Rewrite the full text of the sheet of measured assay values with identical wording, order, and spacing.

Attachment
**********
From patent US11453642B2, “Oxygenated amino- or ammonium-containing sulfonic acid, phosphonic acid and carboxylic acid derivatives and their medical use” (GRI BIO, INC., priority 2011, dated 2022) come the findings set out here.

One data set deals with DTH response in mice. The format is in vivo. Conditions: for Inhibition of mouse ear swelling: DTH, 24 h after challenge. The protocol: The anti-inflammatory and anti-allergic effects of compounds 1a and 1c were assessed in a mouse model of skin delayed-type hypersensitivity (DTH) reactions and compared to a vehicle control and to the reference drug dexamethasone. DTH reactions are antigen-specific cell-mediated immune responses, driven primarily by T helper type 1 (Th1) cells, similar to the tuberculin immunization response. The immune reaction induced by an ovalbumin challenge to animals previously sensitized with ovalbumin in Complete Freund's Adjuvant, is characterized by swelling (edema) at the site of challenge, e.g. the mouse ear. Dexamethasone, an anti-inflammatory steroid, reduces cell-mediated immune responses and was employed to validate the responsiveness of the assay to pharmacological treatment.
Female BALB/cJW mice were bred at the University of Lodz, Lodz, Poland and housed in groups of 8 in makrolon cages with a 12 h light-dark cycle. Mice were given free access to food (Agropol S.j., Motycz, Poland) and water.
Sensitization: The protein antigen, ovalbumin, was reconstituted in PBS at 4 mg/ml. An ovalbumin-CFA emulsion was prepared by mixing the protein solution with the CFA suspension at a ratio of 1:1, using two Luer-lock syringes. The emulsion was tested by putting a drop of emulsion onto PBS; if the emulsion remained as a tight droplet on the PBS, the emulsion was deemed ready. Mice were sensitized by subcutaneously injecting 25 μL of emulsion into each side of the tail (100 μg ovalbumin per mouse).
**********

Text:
From patent US11453642B2, “Oxygenated amino- or ammonium-containing sulfonic acid, phosphonic acid and carboxylic acid derivatives and their medical use” (GRI BIO, INC., priority 2011, dated 2022) come the findings set out here.

One data set deals with DTH response in mice. The format is in vivo. Conditions: for Inhibition of mouse ear swelling: DTH, 24 h after challenge. The protocol: The anti-inflammatory and anti-allergic effects of compounds 1a and 1c were assessed in a mouse model of skin delayed-type hypersensitivity (DTH) reactions and compared to a vehicle control and to the reference drug dexamethasone. DTH reactions are antigen-specific cell-mediated immune responses, driven primarily by T helper type 1 (Th1) cells, similar to the tuberculin immunization response. The immune reaction induced by an ovalbumin challenge to animals previously sensitized with ovalbumin in Complete Freund's Adjuvant, is characterized by swelling (edema) at the site of challenge, e.g. the mouse ear. Dexamethasone, an anti-inflammatory steroid, reduces cell-mediated immune responses and was employed to validate the responsiveness of the assay to pharmacological treatment.
Female BALB/cJW mice were bred at the University of Lodz, Lodz, Poland and housed in groups of 8 in makrolon cages with a 12 h light-dark cycle. Mice were given free access to food (Agropol S.j., Motycz, Poland) and water.
Sensitization: The protein antigen, ovalbumin, was reconstituted in PBS at 4 mg/ml. An ovalbumin-CFA emulsion was prepared by mixing the protein solution with the CFA suspension at a ratio of 1:1, using two Luer-lock syringes. The emulsion was tested by putting a drop of emulsion onto PBS; if the emulsion remained as a tight droplet on the PBS, the emulsion was deemed ready. Mice were sensitized by subcutaneously injecting 25 μL of emulsion into each side of the tail (100 μg ovalbumin per mouse).